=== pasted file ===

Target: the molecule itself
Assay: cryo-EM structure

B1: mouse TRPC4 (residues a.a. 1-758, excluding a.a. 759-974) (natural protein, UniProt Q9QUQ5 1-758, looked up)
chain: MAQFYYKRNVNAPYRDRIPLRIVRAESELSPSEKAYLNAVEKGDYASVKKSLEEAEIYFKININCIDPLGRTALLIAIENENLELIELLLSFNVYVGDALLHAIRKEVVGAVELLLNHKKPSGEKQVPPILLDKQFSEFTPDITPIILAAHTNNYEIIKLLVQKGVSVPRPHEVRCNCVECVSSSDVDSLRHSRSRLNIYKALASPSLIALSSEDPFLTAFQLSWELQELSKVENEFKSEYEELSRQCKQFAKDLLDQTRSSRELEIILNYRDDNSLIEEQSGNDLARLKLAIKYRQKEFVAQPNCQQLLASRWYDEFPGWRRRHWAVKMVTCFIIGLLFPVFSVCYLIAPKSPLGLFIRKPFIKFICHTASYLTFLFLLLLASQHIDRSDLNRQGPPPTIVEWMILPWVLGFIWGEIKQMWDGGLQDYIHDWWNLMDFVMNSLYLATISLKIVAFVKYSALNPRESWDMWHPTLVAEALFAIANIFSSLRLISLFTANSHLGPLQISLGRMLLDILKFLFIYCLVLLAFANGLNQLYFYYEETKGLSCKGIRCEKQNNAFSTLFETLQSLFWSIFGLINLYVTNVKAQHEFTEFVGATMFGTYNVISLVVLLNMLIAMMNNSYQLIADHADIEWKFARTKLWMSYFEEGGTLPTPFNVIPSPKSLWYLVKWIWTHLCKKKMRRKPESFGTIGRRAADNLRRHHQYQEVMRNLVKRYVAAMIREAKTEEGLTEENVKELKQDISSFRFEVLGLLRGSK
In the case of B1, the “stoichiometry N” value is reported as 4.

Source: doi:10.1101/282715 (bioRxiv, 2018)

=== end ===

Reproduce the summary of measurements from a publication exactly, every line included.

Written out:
Target: the molecule itself
Assay: cryo-EM structure

B1: mouse TRPC4 (residues a.a. 1-758, excluding a.a. 759-974) (natural protein, UniProt Q9QUQ5 1-758, looked up)
chain: MAQFYYKRNVNAPYRDRIPLRIVRAESELSPSEKAYLNAVEKGDYASVKKSLEEAEIYFKININCIDPLGRTALLIAIENENLELIELLLSFNVYVGDALLHAIRKEVVGAVELLLNHKKPSGEKQVPPILLDKQFSEFTPDITPIILAAHTNNYEIIKLLVQKGVSVPRPHEVRCNCVECVSSSDVDSLRHSRSRLNIYKALASPSLIALSSEDPFLTAFQLSWELQELSKVENEFKSEYEELSRQCKQFAKDLLDQTRSSRELEIILNYRDDNSLIEEQSGNDLARLKLAIKYRQKEFVAQPNCQQLLASRWYDEFPGWRRRHWAVKMVTCFIIGLLFPVFSVCYLIAPKSPLGLFIRKPFIKFICHTASYLTFLFLLLLASQHIDRSDLNRQGPPPTIVEWMILPWVLGFIWGEIKQMWDGGLQDYIHDWWNLMDFVMNSLYLATISLKIVAFVKYSALNPRESWDMWHPTLVAEALFAIANIFSSLRLISLFTANSHLGPLQISLGRMLLDILKFLFIYCLVLLAFANGLNQLYFYYEETKGLSCKGIRCEKQNNAFSTLFETLQSLFWSIFGLINLYVTNVKAQHEFTEFVGATMFGTYNVISLVVLLNMLIAMMNNSYQLIADHADIEWKFARTKLWMSYFEEGGTLPTPFNVIPSPKSLWYLVKWIWTHLCKKKMRRKPESFGTIGRRAADNLRRHHQYQEVMRNLVKRYVAAMIREAKTEEGLTEENVKELKQDISSFRFEVLGLLRGSK
In the case of B1, the “stoichiometry N” value is reported as 4.

Source: doi:10.1101/282715 (bioRxiv, 2018)